"O, let America be America again—
The land that never has been yet—
And yet must be—the land where every man is free."
Langston Hughes wrote these words in a poem published in 1936. He wrote as the Dust Bowl baked in the heat, Louisiana senator Huey Long died by gunfire, the Supreme Court invalidated much of President Franklin Delano Roosevelt's New Deal, a serial killer terrorized Cleveland, workers finished Hoover Dam, the Depression dragged on, and Black and Brown Americans fell even farther behind their white neighbors.
Today, at the Senate confirmation hearing for Judge Ketanji Brown Jackson to the Supreme Court, Senator Cory Booker (D-NJ) recited some of Hughes's poem, and the choppy era in which we are living made Hughes's words apt.
Russia's war on Ukraine is four weeks old. The State Department announced today that "the U.S. government assesses that members of Russia's forces have committed war crimes in Ukraine" and that the government is committed to bringing the perpetrators to account. President Joe Biden today flew to Brussels, where he will meet tomorrow with leaders of the 29 other NATO nations to discuss the conflict. Biden is expected to unveil a plan to replace the Russian oil and gas cut off by sanctions with supplies from the U.S., helping Europe to avoid a crisis even as the U.S. imposes still harsher sanctions on Russia. The meeting is also expected to discuss contingency plans in case Russian president Vladimir Putin deploys chemical, biological, or nuclear weapons.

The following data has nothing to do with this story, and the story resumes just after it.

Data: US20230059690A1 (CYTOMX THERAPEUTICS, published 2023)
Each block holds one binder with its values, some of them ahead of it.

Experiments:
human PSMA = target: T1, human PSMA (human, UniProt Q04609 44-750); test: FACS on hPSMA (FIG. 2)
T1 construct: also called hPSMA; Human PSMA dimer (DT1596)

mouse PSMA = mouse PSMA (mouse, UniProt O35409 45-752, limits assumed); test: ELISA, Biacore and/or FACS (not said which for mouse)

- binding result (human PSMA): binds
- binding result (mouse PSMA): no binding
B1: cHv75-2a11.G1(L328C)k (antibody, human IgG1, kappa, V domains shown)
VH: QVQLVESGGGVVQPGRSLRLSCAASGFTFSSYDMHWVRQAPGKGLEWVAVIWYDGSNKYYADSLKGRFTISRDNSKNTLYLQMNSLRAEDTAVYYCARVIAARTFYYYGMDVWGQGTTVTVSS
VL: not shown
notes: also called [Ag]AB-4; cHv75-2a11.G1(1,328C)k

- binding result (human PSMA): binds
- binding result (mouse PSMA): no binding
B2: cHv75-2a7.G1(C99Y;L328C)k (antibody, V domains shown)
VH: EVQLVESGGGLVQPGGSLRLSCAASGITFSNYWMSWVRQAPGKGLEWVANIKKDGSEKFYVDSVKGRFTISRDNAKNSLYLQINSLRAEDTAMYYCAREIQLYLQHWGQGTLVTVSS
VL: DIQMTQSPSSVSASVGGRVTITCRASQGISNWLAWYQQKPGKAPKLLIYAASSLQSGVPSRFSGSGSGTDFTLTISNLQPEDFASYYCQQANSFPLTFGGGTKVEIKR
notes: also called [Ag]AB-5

At home, former president Trump is in the news.
The New York Times today published the resignation letter of former prosecutor Mark Pomerantz, who quit his job after the new Manhattan district attorney, Alvin Bragg, stopped the process of seeking an indictment against the former president. In his letter, Pomerantz wrote, "I believe that Donald Trump is guilty of numerous felony violations of the Penal Law in connection with the preparation and use of his annual Statements of Financial Condition. His financial statements were false, and he has a long history of fabricating information relating to his personal finances and lying about his assets to banks, the national media, counterparties, and many others, including the American people. The team that has been investigating Mr. Trump harbors no doubt about whether he committed crimes—he did."
Pomerantz suggested that Bragg stopped the forward motion of the case out of concern about "the legal and factual sufficiency of our case and the likelihood that a prosecution would succeed." Pomerantz countered that "a failure to prosecute will pose much greater risks in terms of public confidence in the fair administration of justice."